New research from Oxfam and researchers at the London School of Economics shows a clear link between growing income inequality and income poverty in the UK. Philomena Cullen explores what this means for anti-poverty efforts both nationally and globally.
Oxfam’s core purpose is the ending of poverty and suffering. Yet, in recent years, we’ve grown increasingly alarmed by extreme and growing inequality around the world. Some have questioned why an anti-poverty organisation should concern itself with the gap between rich and poor. The reason for our twin-focus is simple: extreme inequality is a barrier to reducing, and ultimately, ending poverty across the world.
Globally, this analysis has become increasingly mainstream thinking. Indeed, when world leaders agreed the Sustainable Development Goals in 2015 they included– for the very first time – a specific Goal to reduce inequalities, alongside the Goal of ending poverty in all its manifestations. They have set themselves a stretching 2030 target.
Significantly, the Goals do not only apply to developing countries, they apply everywhere – including in the UK. Yet, to date, the relationship between poverty and economic inequality in the UK context has been woefully neglected. It is this gap that our report, Double Trouble, helps to fill, and with significant implications for anti-poverty efforts within the UK.
Published today with our academic partners, CASE/LSE, Double Trouble takes the long view by exploring the trends in relative income poverty in the UK over the last five decades. We’ve focused on the relative income poverty measure as it is one of the key indicators used widely by all. This research asked the urgent, and controversial, main question – do these relative income poverty trends have anything to do with high levels of UK income inequality that we have also witnessed?
The stark answer emerging from this comprehensive independent review of the empirical data is a resounding ‘yes’. This report makes clear there is a positive correlation between income inequality and relative income poverty in the UK. The strength of this connection depends on which measure of inequality is used and this report makes no claim about causation – but the central conclusion is clear.
The significance of this finding is that we can no longer treat poverty and economic inequality as separate problems which can be tackled in isolation. They are instead closely linked and must be tackled together.
We acknowledge that our report is only a humble first step – a problem diagnosis of the reality of the entwinement of income poverty and income inequality in the UK. We identify the broad range of policy directions which could address this, but more research is required to identify the suite of policy solutions.
However, we hope and believe that Double Trouble makes a strong intellectual contribution to the academic and policy debate on the state of UK poverty, by partially filling some of the existing knowledge gaps. To have genuine impact, this research must do more than merely plug an intellectual gap; it must drive towards substantive policy and practice change.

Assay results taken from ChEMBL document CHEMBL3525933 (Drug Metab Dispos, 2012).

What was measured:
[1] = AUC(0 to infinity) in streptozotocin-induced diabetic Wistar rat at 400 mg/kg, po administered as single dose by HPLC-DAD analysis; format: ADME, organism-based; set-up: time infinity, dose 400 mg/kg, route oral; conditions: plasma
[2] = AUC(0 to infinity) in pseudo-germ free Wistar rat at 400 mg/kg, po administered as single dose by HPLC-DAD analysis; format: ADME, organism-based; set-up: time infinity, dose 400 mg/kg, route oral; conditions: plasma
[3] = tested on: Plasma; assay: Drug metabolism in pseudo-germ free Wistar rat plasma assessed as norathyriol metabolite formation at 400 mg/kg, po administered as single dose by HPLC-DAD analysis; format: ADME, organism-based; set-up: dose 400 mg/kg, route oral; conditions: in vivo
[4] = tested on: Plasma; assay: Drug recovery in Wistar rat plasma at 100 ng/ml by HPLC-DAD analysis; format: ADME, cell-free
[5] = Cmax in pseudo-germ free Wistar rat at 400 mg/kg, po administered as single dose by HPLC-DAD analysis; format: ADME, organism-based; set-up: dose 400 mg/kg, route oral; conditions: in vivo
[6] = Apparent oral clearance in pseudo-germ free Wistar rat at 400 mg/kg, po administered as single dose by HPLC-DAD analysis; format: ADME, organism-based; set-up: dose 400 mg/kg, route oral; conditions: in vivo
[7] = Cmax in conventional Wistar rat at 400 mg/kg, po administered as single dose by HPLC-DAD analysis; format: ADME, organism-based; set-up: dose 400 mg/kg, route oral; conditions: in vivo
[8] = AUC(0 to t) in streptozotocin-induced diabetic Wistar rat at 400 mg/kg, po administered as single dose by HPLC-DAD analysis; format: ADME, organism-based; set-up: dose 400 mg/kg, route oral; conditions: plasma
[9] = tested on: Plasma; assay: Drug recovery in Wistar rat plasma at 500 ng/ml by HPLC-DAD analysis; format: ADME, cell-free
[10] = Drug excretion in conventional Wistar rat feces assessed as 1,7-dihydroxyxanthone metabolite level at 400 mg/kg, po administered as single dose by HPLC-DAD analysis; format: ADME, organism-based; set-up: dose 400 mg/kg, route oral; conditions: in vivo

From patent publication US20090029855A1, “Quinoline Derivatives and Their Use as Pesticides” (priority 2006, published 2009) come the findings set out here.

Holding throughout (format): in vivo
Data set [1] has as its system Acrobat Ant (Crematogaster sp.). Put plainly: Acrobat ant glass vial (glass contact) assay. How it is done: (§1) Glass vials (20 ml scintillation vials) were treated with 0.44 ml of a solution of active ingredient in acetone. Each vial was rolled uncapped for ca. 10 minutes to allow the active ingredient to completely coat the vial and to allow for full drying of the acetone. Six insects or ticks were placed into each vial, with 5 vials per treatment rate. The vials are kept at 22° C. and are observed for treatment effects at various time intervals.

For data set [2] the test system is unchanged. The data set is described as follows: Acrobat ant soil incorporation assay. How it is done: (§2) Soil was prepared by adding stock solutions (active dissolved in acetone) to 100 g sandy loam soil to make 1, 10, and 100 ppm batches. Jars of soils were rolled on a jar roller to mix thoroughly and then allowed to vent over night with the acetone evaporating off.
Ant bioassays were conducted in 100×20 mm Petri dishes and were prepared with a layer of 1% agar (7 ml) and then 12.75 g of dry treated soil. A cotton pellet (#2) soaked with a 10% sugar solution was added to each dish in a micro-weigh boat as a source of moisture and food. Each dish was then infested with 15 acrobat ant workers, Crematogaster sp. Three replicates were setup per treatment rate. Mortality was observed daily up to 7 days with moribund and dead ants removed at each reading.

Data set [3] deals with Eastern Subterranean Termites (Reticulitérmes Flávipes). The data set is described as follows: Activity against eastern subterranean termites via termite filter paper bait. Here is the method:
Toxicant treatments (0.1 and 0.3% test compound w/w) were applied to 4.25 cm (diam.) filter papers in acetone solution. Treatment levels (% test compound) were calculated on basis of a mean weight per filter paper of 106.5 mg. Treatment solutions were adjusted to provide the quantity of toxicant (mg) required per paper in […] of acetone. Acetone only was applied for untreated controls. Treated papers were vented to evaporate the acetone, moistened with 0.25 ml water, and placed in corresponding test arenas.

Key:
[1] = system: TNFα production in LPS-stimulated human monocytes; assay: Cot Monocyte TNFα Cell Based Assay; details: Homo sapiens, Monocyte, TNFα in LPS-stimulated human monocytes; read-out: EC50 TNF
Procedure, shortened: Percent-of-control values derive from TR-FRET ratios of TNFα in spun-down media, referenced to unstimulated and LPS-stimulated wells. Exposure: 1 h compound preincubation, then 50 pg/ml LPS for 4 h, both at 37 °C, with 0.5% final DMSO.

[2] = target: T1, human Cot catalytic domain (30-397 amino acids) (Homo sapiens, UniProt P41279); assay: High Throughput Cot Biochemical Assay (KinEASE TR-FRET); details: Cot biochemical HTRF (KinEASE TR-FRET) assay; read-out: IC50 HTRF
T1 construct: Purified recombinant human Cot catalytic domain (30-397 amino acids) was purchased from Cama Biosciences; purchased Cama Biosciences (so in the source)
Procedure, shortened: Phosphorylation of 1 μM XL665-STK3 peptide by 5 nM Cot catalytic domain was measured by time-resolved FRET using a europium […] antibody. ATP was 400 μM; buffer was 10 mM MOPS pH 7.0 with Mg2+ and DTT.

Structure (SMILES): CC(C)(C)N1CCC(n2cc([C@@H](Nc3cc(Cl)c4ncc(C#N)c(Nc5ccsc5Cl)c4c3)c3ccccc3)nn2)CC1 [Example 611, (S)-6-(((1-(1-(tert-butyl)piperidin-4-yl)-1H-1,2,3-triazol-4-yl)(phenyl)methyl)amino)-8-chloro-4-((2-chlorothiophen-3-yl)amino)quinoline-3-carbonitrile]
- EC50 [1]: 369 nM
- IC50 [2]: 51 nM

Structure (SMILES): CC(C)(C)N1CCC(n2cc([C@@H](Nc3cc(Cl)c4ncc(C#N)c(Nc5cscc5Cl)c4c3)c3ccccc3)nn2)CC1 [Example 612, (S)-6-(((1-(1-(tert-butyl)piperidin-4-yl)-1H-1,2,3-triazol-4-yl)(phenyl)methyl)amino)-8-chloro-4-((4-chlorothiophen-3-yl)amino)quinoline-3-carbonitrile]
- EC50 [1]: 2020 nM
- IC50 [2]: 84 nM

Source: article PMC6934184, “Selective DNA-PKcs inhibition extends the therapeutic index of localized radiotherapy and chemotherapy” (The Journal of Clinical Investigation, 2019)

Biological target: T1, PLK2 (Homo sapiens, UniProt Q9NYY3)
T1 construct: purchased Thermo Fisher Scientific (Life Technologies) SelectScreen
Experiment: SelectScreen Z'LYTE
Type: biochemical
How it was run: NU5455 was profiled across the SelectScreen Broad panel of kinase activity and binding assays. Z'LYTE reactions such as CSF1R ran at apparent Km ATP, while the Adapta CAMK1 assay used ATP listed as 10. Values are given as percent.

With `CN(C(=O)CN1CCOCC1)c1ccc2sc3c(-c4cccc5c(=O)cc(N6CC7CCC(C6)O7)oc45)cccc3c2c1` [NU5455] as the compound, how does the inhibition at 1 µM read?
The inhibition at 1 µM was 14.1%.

Our key finding, must serve as an overdue and urgent call to action for all anti-poverty actors in the UK to seriously question whether a focus on reducing poverty alone is now sufficient to tackle the complexity of the challenge we face today. This could prove an uncomfortable challenge.
The shift Oxfam GB has made in widening our focus to encompass both poverty and inequality reduction has not been without its critics internationally or here in the UK. Yet the empirical data outlined in this report demands this reassessment. ‘Business as usual’ interventions to address domestic poverty in isolation from broader economic inequalities is no longer sufficient.
At the very least, the UK data contained in Double Trouble means the positive relationship between these two insidious realities can no longer be dismissed as either ungrounded ideological conjecture, or even, as the report makes clear, as little more than the product of an inherent mathematical relationship.
For our part, this research serves to reinforce and re-invigorate our global analysis that more unequal countries have less success in tackling poverty. We will therefore continue, unflinchingly, to sound the emergency alarm about the problematic relationship between poverty and inequality, this ‘double trouble’, wherever we find it occurring.
We ask all those with an interest in poverty reduction, from the governments of the UK to the anti-poverty sector itself, to explore with us the implications of this positive correlation. We know we don’t have all the answers. Nor can we turn these insights into action on our own. It will take all of us to recognise the deep connections between poverty and economic inequality in the UK, and to act together to tackle these twin challenges.